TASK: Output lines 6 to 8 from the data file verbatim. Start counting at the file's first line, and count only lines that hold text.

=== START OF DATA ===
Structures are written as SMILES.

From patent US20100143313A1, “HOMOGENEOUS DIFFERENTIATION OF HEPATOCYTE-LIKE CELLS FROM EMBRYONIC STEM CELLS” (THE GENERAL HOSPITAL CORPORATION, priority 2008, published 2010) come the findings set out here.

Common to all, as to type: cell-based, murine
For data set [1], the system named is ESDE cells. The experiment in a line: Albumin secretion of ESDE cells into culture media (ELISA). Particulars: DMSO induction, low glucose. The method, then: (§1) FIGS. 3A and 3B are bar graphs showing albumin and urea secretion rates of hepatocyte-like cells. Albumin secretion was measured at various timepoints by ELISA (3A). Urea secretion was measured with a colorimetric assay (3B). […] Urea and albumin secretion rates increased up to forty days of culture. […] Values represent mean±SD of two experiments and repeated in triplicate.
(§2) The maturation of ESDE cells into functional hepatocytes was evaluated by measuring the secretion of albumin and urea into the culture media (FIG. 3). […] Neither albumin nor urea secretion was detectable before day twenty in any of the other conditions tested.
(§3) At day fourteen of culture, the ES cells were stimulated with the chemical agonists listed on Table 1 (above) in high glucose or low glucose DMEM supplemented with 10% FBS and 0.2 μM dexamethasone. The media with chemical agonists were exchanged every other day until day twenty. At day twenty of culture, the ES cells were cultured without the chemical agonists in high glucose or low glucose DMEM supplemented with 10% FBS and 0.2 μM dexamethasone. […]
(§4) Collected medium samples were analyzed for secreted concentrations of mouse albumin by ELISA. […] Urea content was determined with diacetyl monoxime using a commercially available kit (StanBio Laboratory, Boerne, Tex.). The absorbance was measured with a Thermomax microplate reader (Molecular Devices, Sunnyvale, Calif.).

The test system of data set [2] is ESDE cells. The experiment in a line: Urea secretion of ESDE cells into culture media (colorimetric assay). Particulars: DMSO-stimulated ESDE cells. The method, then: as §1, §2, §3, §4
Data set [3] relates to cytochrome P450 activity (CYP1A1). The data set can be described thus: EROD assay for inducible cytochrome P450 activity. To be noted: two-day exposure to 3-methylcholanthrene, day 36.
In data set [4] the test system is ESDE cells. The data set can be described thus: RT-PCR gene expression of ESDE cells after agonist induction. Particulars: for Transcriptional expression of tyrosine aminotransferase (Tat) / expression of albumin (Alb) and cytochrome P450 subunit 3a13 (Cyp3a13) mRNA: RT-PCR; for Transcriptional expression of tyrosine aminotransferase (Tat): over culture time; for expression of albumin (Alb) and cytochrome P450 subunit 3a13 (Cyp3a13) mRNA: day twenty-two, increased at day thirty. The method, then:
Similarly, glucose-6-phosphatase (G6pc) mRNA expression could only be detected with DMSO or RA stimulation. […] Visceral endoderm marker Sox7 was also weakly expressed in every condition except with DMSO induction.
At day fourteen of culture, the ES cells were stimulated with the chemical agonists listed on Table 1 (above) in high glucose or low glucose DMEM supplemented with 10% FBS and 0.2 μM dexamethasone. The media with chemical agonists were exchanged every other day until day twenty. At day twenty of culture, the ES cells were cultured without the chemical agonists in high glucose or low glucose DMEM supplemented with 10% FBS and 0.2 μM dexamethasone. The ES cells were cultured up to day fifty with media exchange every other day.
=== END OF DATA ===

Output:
(§3) At day fourteen of culture, the ES cells were stimulated with the chemical agonists listed on Table 1 (above) in high glucose or low glucose DMEM supplemented with 10% FBS and 0.2 μM dexamethasone. The media with chemical agonists were exchanged every other day until day twenty. At day twenty of culture, the ES cells were cultured without the chemical agonists in high glucose or low glucose DMEM supplemented with 10% FBS and 0.2 μM dexamethasone. […]
(§4) Collected medium samples were analyzed for secreted concentrations of mouse albumin by ELISA. […] Urea content was determined with diacetyl monoxime using a commercially available kit (StanBio Laboratory, Boerne, Tex.). The absorbance was measured with a Thermomax microplate reader (Molecular Devices, Sunnyvale, Calif.).

The test system of data set [2] is ESDE cells. The experiment in a line: Urea secretion of ESDE cells into culture media (colorimetric assay). Particulars: DMSO-stimulated ESDE cells. The method, then: as §1, §2, §3, §4